Breaking Down the Appellate Process in Michigan
Attempting an appeal generally means you are trying to overturn a ruling made my a judge or jury. As such, the process for an appeal is different than a typical family law matter. The process can be outlined in the 4 steps listed below.
Step 1: Hire an Appellate Attorney as Soon as Possible.
We get it; you want to ignore the bad result for a while. Your trial attorney may still be working on various motions to contain the damage or is still working on the drafting a final judgment. However, when you know the result is bad, you need to start the appeal’s process immediately. With that in mind, the first step in the appeal’s process is to have an appellate attorney evaluate your divorce decree or ruling.
Keep in mind that not every licensed attorney is an appellate attorney. An experienced appellate attorney knows how to spot the issues and determine if you have grounds for an appeal. An experienced appellate attorney will review whether your trial attorney “preserved” issues for appeal. That is the tricky part of appeal: just because you feel the result was unfair does not mean that the higher court will set it aside. Your experienced appellate attorney knows how to review the record that trial attorney made in the lower court, ask the right questions, and present your case to the Court of Appeals to allow for a different result.
How to Choose an Appellate Attorney
There are important considerations when choosing an appellate attorney. You should meet and discus the option of an appeal as soon as possible with an experienced appellate attorney. Next, consider that a trial attorney and appellate attorney have different duties. A divorce litigation attorney needs to be skilled advocate in the court room. An appellate attorney needs to be an excellent researcher and writer who can persuasively present your case to the court.
Step 2: File on Time
An appeal at the Court of Appeals is started with the filing of a Notice to Appeal. The form looks pretty simple. However, this notice starts the appeals process and the timeline for additional important deadlines. Your appellate attorney undoubtedly will want to accomplish a lot of work behind the scenes to prepare for the actual appellate brief. Your appellate attorney may want to have some motions filed in the trial court. For example, a motion to stay the proceedings would allow for (part of) the judgment to not take effect immediately while the appeal is pending. If you want to successfully appeal a lower court’s decision, filing the Notice to Appeal too earlier will complicate your case and may increase your overall cost.
Step 3: The Brief
Your appellate attorney will spend a lot of time during the appeal’s process obtaining and reviewing the transcripts of the hearings. The Court of Appeals’ judges will only review the testimony that was provided to the trial court, the exhibits that were admitted into evidence or the reasons why they were rejected, and they will determine if the judge’s ruling followed Michigan law. This means that if you had important evidence, but your attorney did not present it to the trial judge, you cannot present it to the Court of Appeals. Your trial attorney may have failed to “preserve the evidence.”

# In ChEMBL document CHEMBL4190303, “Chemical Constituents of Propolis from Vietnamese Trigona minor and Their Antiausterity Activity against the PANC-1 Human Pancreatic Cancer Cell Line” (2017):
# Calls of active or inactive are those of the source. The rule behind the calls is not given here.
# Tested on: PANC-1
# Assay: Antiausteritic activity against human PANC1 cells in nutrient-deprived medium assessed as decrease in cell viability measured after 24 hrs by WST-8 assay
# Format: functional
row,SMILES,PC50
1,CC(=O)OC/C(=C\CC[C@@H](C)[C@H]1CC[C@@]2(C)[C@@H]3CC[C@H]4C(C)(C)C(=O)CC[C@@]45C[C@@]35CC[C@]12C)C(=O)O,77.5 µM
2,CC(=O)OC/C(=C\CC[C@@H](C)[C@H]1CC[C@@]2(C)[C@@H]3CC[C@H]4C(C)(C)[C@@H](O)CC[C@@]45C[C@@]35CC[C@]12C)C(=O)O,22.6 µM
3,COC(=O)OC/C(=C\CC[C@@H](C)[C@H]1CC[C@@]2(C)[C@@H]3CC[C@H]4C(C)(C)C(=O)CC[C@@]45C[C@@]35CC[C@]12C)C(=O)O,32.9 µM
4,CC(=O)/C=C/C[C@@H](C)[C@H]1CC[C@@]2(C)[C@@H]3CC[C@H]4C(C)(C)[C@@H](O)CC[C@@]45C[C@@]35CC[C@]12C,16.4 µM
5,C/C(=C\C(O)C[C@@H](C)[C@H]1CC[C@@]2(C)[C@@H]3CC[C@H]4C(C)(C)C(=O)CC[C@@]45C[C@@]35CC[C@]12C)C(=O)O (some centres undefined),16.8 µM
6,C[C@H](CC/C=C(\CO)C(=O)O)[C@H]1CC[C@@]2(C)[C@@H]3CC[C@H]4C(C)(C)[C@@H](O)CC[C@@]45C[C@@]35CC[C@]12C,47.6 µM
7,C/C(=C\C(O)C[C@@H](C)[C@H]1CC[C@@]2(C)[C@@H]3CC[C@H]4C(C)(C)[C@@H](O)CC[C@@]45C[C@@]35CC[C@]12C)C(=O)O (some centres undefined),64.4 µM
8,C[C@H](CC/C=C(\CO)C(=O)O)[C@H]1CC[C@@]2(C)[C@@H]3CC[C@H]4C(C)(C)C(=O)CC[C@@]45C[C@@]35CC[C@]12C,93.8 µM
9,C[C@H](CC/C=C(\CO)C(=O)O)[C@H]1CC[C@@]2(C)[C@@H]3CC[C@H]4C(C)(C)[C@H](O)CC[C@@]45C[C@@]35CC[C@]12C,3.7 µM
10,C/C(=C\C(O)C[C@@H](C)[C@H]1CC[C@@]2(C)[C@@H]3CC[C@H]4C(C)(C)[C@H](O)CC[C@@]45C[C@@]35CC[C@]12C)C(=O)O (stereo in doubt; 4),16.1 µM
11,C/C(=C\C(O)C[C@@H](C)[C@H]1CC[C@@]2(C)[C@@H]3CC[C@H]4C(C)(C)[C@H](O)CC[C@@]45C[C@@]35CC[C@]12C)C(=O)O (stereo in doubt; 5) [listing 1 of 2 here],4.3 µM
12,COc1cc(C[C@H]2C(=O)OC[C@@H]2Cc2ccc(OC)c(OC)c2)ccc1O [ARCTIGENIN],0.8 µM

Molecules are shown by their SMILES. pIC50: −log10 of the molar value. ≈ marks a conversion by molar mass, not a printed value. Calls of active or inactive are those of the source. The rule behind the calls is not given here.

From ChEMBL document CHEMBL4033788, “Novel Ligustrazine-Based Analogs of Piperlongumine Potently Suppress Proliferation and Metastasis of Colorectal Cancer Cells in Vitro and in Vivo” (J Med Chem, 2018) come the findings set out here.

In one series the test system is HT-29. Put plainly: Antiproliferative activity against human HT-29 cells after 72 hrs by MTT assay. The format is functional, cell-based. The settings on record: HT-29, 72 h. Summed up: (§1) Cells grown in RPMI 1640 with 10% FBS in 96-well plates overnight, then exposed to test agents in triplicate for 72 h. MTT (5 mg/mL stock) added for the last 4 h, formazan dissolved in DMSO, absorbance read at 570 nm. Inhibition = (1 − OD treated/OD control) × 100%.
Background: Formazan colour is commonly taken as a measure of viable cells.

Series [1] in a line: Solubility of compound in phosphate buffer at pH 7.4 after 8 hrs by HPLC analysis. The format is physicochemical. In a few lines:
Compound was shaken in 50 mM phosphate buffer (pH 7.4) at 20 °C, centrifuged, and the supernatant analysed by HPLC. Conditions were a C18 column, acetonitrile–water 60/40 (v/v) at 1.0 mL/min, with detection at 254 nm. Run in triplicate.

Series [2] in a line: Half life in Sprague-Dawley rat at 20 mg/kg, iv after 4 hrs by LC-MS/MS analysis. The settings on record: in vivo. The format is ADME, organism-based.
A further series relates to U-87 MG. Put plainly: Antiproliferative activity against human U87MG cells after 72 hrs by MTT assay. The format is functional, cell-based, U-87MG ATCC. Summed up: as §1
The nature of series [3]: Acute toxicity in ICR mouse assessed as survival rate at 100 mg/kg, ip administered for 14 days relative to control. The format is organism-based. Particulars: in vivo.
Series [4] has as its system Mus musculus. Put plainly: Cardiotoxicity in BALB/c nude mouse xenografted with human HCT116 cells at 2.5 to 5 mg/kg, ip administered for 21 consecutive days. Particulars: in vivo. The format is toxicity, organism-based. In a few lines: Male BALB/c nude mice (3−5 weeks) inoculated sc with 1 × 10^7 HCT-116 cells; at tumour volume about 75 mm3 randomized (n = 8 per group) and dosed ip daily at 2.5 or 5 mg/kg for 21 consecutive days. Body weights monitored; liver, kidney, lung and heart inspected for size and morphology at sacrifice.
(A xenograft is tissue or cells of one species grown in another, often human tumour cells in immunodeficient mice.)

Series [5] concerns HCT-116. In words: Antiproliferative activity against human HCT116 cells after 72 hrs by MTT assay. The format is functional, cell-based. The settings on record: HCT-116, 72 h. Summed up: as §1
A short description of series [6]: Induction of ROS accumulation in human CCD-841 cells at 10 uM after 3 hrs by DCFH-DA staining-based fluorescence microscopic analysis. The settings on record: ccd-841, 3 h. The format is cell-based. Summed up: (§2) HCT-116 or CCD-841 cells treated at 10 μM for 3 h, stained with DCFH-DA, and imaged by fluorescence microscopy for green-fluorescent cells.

Unlike the trial court where the judge in general wants to give spouses’ a chance to present their case – even if they do not know the court rules, in the Court of Appeals the rules are very strict. There are very strict rules how this brief must be written.
This brief is your only chance to convince the Court of Appeals judges why your case should be reversed. Besides the very strict rules that should not be broken, your brief also needs to be persuasive, as short as possible while still convincing the appellate judges that the trial court made a mistake, and the ruling must be reversed.
Step 4: Oral Argument and the Appeal Timeline
Unfortunately, the appeals timeline is long. After a brief, a response brief and a reply brief and sometimes various motions may also take place. Thus, there’s a good chance you will find yourself waiting. You should also expect to wait several months to have your case heard. Appeals involving a custody dispute will receive preference and be heard earlier. Even so, the wait is still significant
Not every appeal will receive a hearing. Your appellate attorney will need to have requested a hearing. The appellate court may ask complicated questions how certain precedent caselaw applies to your case. Your attorney should be well prepared and know Michigan law very well when attending such a hearing.
After the hearing is completed, you once again must wait for the appellate court’s opinion. Clients sometimes find the opinion and order difficult to understand and sometimes disappointing. Sometimes the opinion is lengthy describing how previous caselaw applies to your case; sometimes the opinion is very short; sometimes only two or three sentences denying the appeal for no reason.
Of course, a good appellate attorney will continue to keep you informed along the way and will give you their best estimates as to when the next steps will take place. If you are considering filing a divorce or family law appeal, we encourage you to contact our law firm to help get you started.